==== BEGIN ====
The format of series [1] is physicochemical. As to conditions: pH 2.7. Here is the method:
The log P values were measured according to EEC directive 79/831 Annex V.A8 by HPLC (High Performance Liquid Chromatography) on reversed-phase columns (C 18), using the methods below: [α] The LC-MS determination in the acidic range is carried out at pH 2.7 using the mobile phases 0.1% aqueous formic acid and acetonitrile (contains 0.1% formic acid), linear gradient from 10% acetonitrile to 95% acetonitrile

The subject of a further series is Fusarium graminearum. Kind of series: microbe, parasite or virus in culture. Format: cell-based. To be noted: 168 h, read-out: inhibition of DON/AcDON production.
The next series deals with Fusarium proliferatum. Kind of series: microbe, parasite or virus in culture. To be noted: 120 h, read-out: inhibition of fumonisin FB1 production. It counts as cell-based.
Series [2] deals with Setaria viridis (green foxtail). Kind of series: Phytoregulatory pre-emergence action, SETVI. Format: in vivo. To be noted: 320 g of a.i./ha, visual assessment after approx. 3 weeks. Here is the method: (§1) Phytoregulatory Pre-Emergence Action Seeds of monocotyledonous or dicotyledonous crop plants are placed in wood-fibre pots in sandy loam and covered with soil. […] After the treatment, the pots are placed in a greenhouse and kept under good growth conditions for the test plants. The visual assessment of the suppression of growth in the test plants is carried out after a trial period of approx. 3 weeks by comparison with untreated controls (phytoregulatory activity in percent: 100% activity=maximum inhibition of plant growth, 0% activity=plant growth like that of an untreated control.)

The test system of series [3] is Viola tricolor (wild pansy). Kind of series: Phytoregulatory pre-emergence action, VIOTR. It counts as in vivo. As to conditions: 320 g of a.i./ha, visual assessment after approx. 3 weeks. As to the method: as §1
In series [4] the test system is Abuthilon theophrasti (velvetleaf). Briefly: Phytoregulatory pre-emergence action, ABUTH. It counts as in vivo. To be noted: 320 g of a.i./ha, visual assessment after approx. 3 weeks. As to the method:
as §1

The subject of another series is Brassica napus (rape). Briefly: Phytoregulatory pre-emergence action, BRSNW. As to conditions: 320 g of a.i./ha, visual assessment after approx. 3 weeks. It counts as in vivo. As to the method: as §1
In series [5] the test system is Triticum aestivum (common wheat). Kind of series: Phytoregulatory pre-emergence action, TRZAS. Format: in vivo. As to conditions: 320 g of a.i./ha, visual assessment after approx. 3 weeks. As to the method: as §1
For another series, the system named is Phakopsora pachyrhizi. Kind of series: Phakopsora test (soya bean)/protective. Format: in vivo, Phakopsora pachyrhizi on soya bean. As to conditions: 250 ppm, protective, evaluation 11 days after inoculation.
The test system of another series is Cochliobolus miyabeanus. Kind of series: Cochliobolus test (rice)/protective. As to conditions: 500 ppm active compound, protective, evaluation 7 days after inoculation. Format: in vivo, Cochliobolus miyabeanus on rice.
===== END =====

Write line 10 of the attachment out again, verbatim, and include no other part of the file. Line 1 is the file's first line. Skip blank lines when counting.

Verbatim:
In series [5] the test system is Triticum aestivum (common wheat). Kind of series: Phytoregulatory pre-emergence action, TRZAS. Format: in vivo. As to conditions: 320 g of a.i./ha, visual assessment after approx. 3 weeks. As to the method: as §1